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The Unhealthiest Way Food Is Fooling You

Food styling may be giving you the wrong idea about how healthy it actually is.
Sweet potato toast

It's easy to get wrapped up in the appearance of food. After all, how many times have you adjusted a plate before digging in to get a perfect shot for Instagram? You might not give much thought to the assumptions you subconsciously make about a food or ingredient based on its appearance, but a recent study published in the Journal of Marketing found that consumers often equate prettiness with healthiness when it comes to food, even though that's not always the case.

Inspired by marketing tactics in food ads, especially on social media platforms like Instagram, lead author Linda Hagen, Ph.D., assistant professor of marketing at the USC Marshall School of Business, aimed to find out whether aesthetics give people the wrong impression about nutrition. (Related: 100 Unhealthiest Foods on the Planet.)

"One interesting Instagram account specialized in plating junk food in the same way high-end restaurants would plate food," Hagen told Eat This, Not That!. "This got me thinking about whether pretty presentations had the power to make even unhealthy food seem a bit more nutritious." Considering consumers see an estimated 7,000 food and restaurant ads a year, many of which promote fast food, basing decisions on aesthetics could seriously impact your eating habits.

In a series of six main studies and four supplemental studies, a total of 4,301 participants were shown both photographs of food and actual foods and asked to judge them as healthy or unhealthy, and processed or unprocessed. Across the board, people judged prettier versions of the same exact foods to be healthier despite assuming they cost the same in most cases.

The pretty foods had specific characteristics called "classical" aesthetics, which are ideals found in nature—like symmetry, along with order and systematic patterns like a honeycomb or a web. In one experiment, Hagen set up a produce stand on campus at USC and had students estimate the price of either a cosmetically perfect bell pepper or an odd-shaped one that typically wouldn't make it onto a produce cart because of its appearance. On average, the students said they would pay 56% more for the aesthetically pleasing pepper because it was perceived as healthier.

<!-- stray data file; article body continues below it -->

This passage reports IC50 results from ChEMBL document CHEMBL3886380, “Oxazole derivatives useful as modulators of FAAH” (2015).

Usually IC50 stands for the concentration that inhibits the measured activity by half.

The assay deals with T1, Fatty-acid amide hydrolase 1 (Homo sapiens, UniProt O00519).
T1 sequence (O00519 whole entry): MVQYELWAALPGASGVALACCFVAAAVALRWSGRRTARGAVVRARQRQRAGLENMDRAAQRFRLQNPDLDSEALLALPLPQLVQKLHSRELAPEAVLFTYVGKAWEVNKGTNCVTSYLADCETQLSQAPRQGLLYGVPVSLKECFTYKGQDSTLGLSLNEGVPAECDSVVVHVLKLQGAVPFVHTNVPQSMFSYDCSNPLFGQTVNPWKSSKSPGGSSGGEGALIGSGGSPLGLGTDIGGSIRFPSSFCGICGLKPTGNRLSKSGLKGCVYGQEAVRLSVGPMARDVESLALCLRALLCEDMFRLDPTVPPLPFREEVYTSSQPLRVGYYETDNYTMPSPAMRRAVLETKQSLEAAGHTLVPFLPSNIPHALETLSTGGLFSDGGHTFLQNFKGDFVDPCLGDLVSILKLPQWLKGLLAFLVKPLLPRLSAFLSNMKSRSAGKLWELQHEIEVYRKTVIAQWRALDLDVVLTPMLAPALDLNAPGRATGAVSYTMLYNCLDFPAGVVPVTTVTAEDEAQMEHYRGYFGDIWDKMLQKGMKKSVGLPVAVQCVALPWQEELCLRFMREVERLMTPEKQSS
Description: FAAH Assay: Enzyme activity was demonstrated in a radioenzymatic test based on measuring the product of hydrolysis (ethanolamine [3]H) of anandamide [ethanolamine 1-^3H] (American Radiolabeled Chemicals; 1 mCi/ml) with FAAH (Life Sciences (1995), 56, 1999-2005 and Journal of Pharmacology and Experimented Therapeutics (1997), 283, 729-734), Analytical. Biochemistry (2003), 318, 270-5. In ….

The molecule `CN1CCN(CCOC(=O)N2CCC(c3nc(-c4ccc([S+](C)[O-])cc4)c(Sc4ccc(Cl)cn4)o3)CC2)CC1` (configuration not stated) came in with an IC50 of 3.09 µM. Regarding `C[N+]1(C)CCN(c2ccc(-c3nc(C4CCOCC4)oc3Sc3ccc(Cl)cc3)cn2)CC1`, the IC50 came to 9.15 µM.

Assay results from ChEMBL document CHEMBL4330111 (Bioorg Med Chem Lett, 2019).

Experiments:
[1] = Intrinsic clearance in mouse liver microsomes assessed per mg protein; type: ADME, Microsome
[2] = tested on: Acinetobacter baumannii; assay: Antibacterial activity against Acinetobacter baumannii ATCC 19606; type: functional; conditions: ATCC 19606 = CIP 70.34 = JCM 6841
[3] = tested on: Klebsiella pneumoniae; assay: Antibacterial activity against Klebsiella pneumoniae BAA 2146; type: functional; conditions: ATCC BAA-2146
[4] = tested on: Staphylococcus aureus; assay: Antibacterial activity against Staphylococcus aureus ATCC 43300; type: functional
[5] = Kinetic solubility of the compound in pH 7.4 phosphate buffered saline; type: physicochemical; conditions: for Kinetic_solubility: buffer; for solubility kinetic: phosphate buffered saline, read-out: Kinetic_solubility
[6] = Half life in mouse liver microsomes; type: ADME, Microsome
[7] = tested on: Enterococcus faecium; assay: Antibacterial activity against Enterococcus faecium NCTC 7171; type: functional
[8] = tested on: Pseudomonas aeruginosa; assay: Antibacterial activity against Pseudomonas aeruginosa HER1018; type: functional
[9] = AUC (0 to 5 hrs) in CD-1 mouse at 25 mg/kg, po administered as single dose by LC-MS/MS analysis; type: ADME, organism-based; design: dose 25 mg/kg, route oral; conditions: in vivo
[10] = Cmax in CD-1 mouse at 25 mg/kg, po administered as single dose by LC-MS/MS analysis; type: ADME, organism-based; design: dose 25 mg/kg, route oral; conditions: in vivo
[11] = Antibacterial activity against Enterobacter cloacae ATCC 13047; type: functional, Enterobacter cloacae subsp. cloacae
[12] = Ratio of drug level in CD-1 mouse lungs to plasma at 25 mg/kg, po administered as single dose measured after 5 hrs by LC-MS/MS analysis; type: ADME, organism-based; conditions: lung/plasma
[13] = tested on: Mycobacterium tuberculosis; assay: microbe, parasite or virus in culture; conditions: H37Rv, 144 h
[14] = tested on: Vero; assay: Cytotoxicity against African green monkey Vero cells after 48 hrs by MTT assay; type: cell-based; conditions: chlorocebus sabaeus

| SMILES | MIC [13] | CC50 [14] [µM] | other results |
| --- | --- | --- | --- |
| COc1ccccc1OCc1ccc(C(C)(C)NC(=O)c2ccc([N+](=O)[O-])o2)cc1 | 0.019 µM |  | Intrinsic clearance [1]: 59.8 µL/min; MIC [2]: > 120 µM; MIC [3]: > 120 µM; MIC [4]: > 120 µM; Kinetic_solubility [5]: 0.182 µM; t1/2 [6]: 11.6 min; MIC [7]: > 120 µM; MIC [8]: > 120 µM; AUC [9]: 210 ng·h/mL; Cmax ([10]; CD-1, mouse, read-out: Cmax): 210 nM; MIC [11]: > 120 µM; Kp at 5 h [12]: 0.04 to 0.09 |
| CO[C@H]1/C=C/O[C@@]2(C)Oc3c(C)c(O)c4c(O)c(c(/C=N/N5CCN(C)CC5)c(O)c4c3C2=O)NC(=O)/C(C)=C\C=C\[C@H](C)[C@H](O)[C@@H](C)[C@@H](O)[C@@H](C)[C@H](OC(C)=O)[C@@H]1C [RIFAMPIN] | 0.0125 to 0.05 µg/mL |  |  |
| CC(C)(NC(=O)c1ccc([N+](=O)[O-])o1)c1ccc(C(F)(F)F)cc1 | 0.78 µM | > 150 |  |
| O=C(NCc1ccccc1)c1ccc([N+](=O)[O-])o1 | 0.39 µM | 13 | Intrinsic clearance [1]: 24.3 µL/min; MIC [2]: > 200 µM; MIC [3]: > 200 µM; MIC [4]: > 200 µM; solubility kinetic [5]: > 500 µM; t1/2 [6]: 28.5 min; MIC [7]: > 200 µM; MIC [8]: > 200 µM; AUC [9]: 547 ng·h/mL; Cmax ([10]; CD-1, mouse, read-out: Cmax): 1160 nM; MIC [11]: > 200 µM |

But even with meals—one experiment involved photos of ugly avocado toast versus Instagram-worthy avocado toast, for example—the more aesthetic versions were seen as healthier and more natural, but no more tasty or expensive than the messier foods. Hagen said that while they certainly take more effort to achieve, classical aesthetics don't actually indicate naturalness. And just because food is more natural doesn't mean it's healthier.

"I found that people believe that prettier food is more natural and thus contains fewer calories and less fat, as well as more nutrients. Very generally speaking, that is an oversimplification," Hagen explained. "In some cases, greater naturalness or less processing does preserve some nutrients better, and the body may be better equipped to process them than synthetic alternatives. But I think it's wrong to automatically assume that more natural food is always healthier in terms of calories, fat, or nutrients than less natural food."

So what can you do to avoid being duped by aesthetics? Other than just remembering that looks aren't everything and natural foods aren't always healthier, Hagen thinks that a common form of intervention could help keep consumers from judging foods by their colors and patterns.

"In one of my experiments, I found that placing a disclaimer under the image that reminded people that the food had been modified for the photo offset the positive effect of prettiness," she said. "The pretty food version with the disclaimer was judged as equally healthy as the ugly version. This points to an effective intervention."

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